It is unclear whether or not these societal changes really increase the rates of childhood clinical depression or whether the standards for diagnosing a child with depression have just decreased. There has been an increase in other childhood problems related to clinical depression such as: frequent suicide attempts and drug abuse.
What Complications Are Associated With Childhood Clinical Depression?
The most serious risk associated with childhood clinical depression is an increased risk of suicide. By current statistics, suicide is the third-leading cause of death in adolescents in the United States. According to one study, a high school with approximately 2,000 students can expect 50 suicide attempts yearly.
Aside from the risk of suicide, childhood clinical depression can have many other complications such as disruptions in daily functioning, poor academic performance and/or have behavioral problems. If you are a child with clinical depression, you are more likely to abuse drugs or alcohol. In addition, if you suffer from childhood clinical depression you are also more likely to suffer from adult clinical depression.
How is Childhood Clinical Depression Treated?
There are many possible treatments for childhood clinical depression, but most experts recommend therapy – such as cognitive behavioral therapy or other methods. There are several medications approved for childhood depression but their use has been highly controversial. In studies of anti-depressants in children, those drugs were either only mildly effective or not effective at all. Furthermore, studies show that there is an increased rate of suicide in young adults who take anti-depressants. Despite these controversies, anti-depressants still remain the popular choice for the treatment of clinical depression in children and teens. In the United States, at least 50% of children taking anti-depressants are also in therapy.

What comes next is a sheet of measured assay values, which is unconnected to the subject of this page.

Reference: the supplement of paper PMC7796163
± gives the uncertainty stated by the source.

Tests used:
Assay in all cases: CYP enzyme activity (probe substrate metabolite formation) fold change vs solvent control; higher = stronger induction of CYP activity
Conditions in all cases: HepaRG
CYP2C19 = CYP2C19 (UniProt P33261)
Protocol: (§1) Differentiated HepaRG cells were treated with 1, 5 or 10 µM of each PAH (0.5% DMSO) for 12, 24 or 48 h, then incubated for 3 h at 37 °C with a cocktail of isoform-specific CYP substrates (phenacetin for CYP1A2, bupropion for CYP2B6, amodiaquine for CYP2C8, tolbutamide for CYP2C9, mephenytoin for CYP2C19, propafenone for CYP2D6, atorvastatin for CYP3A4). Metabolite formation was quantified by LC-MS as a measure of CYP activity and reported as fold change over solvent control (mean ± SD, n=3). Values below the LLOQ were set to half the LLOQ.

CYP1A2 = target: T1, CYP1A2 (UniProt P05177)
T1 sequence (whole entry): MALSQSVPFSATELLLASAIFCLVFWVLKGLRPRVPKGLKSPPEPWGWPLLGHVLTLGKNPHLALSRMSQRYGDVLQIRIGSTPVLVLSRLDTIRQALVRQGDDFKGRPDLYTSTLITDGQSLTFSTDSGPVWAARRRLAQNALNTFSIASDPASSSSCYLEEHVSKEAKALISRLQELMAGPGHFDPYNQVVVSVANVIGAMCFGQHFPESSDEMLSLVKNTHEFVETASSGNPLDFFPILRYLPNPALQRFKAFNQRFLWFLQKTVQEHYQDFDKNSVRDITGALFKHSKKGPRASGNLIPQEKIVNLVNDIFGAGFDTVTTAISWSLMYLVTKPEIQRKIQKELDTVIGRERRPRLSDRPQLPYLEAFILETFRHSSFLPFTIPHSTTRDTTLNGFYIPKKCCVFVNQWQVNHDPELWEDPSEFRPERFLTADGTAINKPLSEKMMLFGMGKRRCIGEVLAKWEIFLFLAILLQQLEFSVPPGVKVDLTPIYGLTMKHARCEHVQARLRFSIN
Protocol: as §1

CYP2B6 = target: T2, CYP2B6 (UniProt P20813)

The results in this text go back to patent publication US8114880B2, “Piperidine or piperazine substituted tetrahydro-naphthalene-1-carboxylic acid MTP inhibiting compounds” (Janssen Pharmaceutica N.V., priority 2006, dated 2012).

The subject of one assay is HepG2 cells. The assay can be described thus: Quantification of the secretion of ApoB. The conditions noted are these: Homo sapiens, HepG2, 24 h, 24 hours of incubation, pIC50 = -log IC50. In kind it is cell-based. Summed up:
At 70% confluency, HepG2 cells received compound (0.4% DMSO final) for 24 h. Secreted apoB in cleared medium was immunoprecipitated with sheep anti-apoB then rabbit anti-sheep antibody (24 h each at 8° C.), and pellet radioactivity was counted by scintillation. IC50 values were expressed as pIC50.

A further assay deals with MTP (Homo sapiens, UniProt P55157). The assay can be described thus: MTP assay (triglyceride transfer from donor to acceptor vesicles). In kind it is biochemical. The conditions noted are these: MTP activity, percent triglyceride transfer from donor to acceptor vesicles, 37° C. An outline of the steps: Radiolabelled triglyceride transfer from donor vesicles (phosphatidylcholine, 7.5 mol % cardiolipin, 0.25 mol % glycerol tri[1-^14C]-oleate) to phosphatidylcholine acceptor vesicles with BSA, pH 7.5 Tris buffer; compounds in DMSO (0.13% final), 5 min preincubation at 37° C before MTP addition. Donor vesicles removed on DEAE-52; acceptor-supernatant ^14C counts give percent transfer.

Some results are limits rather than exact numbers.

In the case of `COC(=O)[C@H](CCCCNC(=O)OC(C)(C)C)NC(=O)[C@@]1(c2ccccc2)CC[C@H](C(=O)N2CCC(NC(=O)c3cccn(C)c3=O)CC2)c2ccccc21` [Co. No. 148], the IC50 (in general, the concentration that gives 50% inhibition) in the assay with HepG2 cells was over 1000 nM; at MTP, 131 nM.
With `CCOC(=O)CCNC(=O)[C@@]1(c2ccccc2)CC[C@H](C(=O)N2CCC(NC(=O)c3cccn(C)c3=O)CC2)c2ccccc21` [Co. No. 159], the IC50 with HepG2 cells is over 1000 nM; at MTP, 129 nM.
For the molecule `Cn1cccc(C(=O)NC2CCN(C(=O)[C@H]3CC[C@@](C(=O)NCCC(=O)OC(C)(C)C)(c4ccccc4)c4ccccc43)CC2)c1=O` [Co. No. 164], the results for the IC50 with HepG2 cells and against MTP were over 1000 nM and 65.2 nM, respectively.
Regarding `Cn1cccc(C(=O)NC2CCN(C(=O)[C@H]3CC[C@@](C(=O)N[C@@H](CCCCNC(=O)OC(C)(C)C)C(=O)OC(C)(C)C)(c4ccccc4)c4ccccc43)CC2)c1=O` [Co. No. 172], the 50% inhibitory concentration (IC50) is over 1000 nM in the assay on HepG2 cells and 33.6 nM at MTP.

American Psychiatric Association. (2000). Diagnostic and statistical manual of mental disorders (4th ed.). Washington, DC.
Elias, M. (2008). Study: Most depressed kids get antidepressants but no therapy. USA Today.
Son, S. E. & Kirchner, J. T. (2000). Depression in children and adolescents. American Family Physician.
Timimi, S. (2004). Rethinking childhood depression. British Medical Journal.